|Author||Lucien Stryk and Noboru Fujiwara|
- - -
Translated by Lucien Stryk
with the assistance efNoboru Fujiwara
Swallow Press ~ Ohio University Press
Translation copyright © 1991 by Lucien Stryk
Printed in the United States of America
All rights reserved
Swallow Press/Ohio University Press books are printed on acid-free paper oo
Library of Congress Cataloging-in-Publication Data
Kobayashi, Issa, 1763-1827.
The dumpling field : haiku oflssa I translated by Lucien Stryk, with the
assistance ofNoboru Fujiwara.
ISBN 0-8040-0952-X. - ISBN 0-8040-0953-8 (pbk.)
1. Kobayashi, Issa, 1763-1827-Tianslations into English.
2. Haiku-Uanslations into English. I. Stryk, Lucien.
II. Fujiwara, Noboru, 1916-1989. III. Title.
To the Memory of
and for Theo,
of Issa's loyal company
For permission to use material included thanks are due the
editors and publishers of Amerilan Poetry Review, Colorado-North
Review, London Magazine, Mid-American Review, The Penguin Book
ef Zen Poetry (Swallow Press/Ohio University Press and Penguin
Books Ltd., 1977), and Of Pen and Ink and Paper Scraps (Swallow
Press/Ohio University Press, 1989).
The world? Moonlit
from the crane's bill.
I stroll by the Open Air Theater in Regent's Park, London,
and sit on a bench nearby to catch the poetry of A Midsummer Night's Dream this hazy midsummer evening, in walking
distance of the spot where Shakespeare's company first spoke
these lines. It sounds as if the first scene of act 4 has now
begun, and I imagine Titania's entrance with her attendants,
Peas-blossom, Cobweb, Moth, Mustard-seed, and all the
other fairies. Droll Bottom, now an ass, coaxes one fairy to
s~ratch his head, another to fetch a "red-hipp'd humble bee
on the top of a thistle, and ... the honey-bag:' In Ass's Eden,
Bottom, loved by all, loves all in return. Soon will come his
rude awakening; restored to human shape he will have little
in common with fays and fairy queens.
Suddenly I am aware of a companion. One of London's
countless ragged wanderers sits happily beside me. He opens
one of several bags, takes out a sandwich and, after a few
chomps, begins sharing his fare with the gathering birds and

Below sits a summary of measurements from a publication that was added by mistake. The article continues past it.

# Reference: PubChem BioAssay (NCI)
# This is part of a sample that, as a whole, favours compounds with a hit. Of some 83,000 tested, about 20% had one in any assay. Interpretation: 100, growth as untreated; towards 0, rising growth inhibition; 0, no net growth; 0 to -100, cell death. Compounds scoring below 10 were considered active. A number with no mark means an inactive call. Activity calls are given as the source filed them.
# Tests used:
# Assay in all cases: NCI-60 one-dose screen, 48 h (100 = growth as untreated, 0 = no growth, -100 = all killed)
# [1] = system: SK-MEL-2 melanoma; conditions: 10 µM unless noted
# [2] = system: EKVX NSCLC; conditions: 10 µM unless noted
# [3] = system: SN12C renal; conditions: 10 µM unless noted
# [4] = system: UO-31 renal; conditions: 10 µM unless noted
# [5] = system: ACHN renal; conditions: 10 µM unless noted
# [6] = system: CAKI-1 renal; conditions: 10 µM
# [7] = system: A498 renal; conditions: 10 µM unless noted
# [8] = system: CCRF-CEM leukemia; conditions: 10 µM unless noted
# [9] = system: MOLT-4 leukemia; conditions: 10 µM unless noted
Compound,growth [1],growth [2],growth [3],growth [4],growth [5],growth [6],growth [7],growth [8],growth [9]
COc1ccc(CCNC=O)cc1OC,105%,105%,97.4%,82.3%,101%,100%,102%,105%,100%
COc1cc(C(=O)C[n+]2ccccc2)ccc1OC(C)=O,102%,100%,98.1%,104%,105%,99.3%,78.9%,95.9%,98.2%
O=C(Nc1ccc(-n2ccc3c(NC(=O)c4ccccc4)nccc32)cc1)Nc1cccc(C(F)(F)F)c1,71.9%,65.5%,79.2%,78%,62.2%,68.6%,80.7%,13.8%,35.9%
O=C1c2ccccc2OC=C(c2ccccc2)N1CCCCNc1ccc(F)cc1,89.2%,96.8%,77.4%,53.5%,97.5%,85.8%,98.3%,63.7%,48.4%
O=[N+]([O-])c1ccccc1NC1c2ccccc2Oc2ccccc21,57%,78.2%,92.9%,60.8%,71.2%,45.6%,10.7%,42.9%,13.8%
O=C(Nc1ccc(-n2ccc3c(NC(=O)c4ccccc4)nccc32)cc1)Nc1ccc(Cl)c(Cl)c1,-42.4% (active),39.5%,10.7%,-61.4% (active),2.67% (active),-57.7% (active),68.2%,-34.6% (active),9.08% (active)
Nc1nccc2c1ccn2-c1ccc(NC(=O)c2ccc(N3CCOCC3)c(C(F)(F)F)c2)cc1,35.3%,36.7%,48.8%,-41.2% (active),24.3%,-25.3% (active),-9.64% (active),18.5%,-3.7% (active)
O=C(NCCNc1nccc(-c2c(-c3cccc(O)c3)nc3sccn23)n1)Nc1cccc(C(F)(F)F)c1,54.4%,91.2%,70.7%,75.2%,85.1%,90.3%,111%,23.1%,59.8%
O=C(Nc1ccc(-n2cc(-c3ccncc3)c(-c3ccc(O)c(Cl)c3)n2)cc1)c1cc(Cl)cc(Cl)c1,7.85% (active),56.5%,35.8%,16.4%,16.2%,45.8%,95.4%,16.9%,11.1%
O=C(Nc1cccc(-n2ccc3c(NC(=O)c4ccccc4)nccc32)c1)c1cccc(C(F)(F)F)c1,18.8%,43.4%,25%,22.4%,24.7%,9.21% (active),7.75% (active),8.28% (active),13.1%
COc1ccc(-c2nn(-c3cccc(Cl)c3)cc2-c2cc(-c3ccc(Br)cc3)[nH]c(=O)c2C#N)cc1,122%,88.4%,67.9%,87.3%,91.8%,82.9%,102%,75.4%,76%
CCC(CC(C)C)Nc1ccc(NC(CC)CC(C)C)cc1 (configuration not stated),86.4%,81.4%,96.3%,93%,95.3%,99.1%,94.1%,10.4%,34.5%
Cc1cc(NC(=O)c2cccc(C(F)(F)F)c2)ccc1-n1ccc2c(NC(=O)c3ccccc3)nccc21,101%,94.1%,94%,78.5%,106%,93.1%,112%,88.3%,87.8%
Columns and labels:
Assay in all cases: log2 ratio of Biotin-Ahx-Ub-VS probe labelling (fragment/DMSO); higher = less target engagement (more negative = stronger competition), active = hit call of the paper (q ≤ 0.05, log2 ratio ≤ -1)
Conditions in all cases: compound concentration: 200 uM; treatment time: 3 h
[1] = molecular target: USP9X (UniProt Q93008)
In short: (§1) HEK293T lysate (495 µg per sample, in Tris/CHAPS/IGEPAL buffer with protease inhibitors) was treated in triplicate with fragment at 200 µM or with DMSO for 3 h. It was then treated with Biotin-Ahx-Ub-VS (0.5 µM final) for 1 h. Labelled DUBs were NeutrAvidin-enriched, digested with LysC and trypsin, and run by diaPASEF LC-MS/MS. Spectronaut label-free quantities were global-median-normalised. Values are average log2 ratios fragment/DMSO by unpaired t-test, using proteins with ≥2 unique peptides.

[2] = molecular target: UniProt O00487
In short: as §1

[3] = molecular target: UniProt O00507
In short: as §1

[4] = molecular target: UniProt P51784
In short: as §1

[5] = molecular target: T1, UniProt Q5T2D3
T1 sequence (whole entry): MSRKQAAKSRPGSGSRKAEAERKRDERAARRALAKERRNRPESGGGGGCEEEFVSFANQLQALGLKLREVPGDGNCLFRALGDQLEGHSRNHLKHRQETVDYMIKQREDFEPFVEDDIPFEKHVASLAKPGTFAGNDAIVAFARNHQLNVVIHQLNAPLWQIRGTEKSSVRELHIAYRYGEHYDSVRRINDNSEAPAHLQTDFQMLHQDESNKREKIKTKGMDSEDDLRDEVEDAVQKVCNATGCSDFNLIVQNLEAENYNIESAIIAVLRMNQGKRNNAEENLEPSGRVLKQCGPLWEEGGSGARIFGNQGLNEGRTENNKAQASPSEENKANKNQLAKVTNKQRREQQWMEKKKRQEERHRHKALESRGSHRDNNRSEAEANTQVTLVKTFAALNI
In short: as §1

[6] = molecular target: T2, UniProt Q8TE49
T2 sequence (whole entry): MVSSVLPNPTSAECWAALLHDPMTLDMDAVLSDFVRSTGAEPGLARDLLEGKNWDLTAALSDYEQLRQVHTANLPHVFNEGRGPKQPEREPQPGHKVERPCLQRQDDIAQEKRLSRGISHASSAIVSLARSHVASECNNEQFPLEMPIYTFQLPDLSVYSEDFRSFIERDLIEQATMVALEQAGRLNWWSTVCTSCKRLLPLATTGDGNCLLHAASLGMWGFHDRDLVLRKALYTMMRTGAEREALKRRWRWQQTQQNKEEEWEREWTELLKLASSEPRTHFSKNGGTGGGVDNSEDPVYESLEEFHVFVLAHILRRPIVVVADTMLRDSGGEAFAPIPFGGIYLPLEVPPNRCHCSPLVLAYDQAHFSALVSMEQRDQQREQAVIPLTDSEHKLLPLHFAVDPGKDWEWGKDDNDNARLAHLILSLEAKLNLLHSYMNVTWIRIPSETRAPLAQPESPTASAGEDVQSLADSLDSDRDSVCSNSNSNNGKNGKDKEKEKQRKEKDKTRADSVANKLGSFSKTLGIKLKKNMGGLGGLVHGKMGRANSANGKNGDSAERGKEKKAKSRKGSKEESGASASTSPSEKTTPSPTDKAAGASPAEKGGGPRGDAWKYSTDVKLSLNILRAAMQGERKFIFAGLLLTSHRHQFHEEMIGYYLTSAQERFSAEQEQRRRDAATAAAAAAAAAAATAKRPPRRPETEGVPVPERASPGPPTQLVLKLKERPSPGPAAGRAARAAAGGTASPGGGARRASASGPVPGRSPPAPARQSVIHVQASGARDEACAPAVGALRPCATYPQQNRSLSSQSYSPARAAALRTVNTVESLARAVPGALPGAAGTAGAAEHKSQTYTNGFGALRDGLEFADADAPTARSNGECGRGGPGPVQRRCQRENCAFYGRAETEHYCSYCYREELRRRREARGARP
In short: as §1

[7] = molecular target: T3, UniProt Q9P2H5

a gray-tail squirrel. He chuckles as they frisk for scraps, and
says he could now do with a good cup of tea. "Swig it morning, noon and night;' he says, "while the rest of 'em swig
from the bottle. Call me "Cuppa tea;' they do-it's a fact."
Off he goes, leaving me to the creatures still coveting traces
of bread, and I'm caught up again in the sounds of the play.
Two hundred years after Shakespeare first enchanted London with the wonder and sympathy of his dream, another poet
thousands of miles away was wetting his ink-~top.e and brushing poem on poem with wonder and sympathy for the world
of creatures large and small, loved and despised:
young sparrows Prince Horse trots close.
don't harm the fleas,
Silverfish escaping mothers,
Among the four greatest haiku poets ofJapan, Issa (1763-1827)
differs from the others, Basho (1644-1694), Buson (17151783), and Shiki (1867-1902) in many ways. Perhaps what
most distinguishes him are his tenderness and compassion.
Issa is best read in a well-trodden backyard, midsummer, filled
with flies, fireflies, wasps, mosquitoes and peas-blossoms,
cobwebs, moths, and mustard-seeds. For it is here, with birds,
cats, rabbits, dogs and squirrels nearby, he is most himself
Issa is necessary to us because his values, which must
become ours if we are to survive as humans, are those most
severely threatened in our world. At a moment when